This study explores the potential of index insurance as a mechanism to finance community-based biodiversity conservation in areas where a strong correlation exists between natural disaster risk, keystone species populations, and the well-being of the local population. We illustrate this potential using the case of hornbill conservation in the Budo-Sungai Padi rainforests of southern Thailand, using 16-y hornbill reproduction data and 5-y household expenditures data reflecting local economic well-being. We show that severe windstorms cause both lower household expenditures and critical nest tree losses that directly constrain nesting capacity and so reduce the number of hornbill chicks recruited in the following breeding season. Forest residents' coping strategies further disturb hornbills and their forest habitats, compounding windstorms' adverse effects on hornbills' recruitment in the following year. The strong statistical relationship between wind speed and both hornbill nest tree losses and household expenditures opens up an opportunity to design wind-based index insurance contracts that could both enhance hornbill conservation and support disaster-affected households in the region. We demonstrate how such contracts could be written and operationalized and then use simulations to show the significant promise of unique insurance-based approaches to address weather-related risk that threatens both biodiversity and poor populations.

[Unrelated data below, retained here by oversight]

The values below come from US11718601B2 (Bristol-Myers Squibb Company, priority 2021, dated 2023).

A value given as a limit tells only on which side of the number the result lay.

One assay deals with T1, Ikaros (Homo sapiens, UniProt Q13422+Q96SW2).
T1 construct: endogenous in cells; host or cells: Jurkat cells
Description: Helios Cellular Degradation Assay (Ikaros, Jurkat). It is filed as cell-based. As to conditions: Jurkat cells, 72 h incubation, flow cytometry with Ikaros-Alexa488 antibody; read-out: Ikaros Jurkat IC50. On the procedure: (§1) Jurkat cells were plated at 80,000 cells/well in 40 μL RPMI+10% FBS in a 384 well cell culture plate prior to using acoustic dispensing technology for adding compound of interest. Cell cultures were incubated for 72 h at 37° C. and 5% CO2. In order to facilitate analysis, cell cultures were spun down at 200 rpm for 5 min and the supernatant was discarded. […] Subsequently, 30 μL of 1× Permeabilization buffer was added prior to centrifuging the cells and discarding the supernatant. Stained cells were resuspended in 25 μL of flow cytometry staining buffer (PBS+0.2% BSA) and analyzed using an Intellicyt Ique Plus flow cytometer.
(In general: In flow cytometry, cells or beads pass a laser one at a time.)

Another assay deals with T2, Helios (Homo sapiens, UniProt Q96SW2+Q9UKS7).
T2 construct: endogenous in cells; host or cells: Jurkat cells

|PNAS - Proceedings of the National Academy of Sciences of the United States of America
|Published - 2011